Japanese Designers Reimagine the Iconic Windsor Chair

One of the most ubiquitous and elegant objects ever made of Eastern White Pine is the Windsor Chair, a design refined by early American woodworkers in the 18th century. Inspired by a style that likely originated in Buckinghamshire, England in the 16th century, this American classic features chair spindles resembling the spokes of a wheel, and features a comfortable, deep-saddled seat. 

We’ve seen artists and craftspeople create their own unique takes on the Windsor chair before, including a fun collection by designer Normal Kelley. Now we get a fun Japanese spin on the design in a collaboration called “The Windsor Department.” Created by three groups of designers (Taiji Fujimori, Inoda+Sveje and Drill Design), the collection is currently on display at ATELIER MUJI GINZA in Tokyo.

The designers first came together ten years ago to explore their fascination with Windsor chairs, which they describe as nostalgic and full of “mysterious charm.” To celebrate the anniversary of the collaboration, they’ve each produced their own modern forms of the chair, redesigning them for the present and future without losing what makes them so special and iconic.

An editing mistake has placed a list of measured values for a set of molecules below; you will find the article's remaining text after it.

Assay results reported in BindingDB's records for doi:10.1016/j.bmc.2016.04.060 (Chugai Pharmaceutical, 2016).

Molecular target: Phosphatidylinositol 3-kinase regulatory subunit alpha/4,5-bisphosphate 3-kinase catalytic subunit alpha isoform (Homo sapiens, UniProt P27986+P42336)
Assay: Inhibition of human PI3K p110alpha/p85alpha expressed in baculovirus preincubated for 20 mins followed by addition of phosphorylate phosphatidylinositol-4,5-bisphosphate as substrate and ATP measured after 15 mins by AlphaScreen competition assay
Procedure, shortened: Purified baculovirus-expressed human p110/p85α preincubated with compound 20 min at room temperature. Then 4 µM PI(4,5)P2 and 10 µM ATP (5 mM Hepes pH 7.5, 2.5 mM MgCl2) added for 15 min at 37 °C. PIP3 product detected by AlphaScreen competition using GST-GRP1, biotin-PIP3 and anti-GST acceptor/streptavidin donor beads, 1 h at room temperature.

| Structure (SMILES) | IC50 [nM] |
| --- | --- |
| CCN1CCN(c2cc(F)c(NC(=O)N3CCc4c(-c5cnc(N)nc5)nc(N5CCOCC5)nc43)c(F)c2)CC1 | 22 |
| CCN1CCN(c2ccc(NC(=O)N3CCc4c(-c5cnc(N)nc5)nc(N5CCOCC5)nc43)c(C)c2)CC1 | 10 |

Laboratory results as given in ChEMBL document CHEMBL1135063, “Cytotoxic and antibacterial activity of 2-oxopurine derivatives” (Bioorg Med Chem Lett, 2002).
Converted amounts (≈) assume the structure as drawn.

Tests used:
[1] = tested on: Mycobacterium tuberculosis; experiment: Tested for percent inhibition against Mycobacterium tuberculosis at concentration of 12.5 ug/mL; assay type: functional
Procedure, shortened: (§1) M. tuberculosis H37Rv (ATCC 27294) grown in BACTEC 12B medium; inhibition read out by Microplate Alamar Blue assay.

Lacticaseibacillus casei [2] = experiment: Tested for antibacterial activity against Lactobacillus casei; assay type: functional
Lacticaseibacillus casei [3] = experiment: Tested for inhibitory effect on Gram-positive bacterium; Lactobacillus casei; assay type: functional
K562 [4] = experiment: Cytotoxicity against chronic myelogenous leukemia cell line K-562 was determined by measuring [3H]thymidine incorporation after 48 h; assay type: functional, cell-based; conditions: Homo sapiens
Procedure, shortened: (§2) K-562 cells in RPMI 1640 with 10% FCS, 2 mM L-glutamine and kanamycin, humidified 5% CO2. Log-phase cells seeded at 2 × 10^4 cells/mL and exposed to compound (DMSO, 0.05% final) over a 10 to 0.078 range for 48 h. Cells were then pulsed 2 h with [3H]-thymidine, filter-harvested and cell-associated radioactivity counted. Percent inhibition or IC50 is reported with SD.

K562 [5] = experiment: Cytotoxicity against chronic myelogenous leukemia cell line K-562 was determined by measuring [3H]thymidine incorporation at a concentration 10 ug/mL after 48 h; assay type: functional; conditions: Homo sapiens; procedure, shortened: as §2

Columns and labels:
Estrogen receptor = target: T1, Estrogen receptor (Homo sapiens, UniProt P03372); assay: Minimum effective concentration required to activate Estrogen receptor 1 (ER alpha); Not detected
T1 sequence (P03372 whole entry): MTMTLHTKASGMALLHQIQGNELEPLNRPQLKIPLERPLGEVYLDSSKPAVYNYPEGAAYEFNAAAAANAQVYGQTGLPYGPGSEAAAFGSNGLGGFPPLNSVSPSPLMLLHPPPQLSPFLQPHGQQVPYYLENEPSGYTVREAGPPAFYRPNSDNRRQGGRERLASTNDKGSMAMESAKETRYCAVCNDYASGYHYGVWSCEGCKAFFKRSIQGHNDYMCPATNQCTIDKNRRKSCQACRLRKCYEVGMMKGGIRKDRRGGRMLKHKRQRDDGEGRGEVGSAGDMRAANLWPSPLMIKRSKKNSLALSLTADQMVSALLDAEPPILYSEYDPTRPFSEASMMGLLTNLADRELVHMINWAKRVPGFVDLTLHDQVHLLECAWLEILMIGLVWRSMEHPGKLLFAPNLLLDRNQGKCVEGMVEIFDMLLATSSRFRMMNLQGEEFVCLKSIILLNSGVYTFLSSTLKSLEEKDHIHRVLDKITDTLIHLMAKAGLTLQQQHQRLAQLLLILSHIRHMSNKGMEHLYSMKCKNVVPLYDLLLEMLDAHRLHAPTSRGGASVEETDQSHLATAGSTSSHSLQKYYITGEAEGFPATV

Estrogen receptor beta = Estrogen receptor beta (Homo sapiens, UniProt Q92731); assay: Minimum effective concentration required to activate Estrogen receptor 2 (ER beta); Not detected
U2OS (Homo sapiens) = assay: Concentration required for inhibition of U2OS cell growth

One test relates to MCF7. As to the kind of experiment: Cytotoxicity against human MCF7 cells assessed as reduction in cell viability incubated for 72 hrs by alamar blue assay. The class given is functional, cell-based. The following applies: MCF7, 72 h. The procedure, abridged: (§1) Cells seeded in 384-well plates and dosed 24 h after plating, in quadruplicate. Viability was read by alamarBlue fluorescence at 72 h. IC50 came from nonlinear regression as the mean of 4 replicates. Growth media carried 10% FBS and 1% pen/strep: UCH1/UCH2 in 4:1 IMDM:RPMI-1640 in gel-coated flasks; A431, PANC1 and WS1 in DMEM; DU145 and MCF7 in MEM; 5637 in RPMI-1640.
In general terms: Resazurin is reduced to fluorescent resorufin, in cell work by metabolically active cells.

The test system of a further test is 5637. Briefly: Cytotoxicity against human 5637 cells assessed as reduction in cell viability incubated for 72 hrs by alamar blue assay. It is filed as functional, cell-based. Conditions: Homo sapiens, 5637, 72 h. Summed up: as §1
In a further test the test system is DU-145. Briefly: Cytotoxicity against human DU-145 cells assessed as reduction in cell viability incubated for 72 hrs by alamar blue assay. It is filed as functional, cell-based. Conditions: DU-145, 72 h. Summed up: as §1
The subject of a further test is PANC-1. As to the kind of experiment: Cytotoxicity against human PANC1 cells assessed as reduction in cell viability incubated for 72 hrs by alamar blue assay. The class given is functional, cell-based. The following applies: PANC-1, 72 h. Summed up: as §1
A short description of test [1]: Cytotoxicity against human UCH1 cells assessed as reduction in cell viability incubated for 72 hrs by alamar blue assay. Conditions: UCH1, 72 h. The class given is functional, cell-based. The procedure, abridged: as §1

“Nowadays, design tends to be understood as an activity to create something completely new,” say the designers. “The method of ‘The Windsor Department’ is to evolve the ‘original form’ of the chair with designers’ thoughts and experiments. It may allow us to think out of the box of conventional design, and guide us toward a more sustainable direction.”

Each of the ten participating designers has created their own chair. In most of them, the inspiration is overt; the classic Windsor spindles remain an integral part of the design. One stretches out the silhouette to grant it a longer back and lower profile. Another adds a single armrest. A third design leaves the top off the back of the chair, giving it a spiky appearance. Other reinterpretations simplify the basic shapes that go into the chair, making it a little bit more in line with minimal Japanese style. 

The collection is a fun way to see how different artists can take a single piece of inspiration and turn it into something unique, and to explore how an old favorite can remain relevant for centuries to come.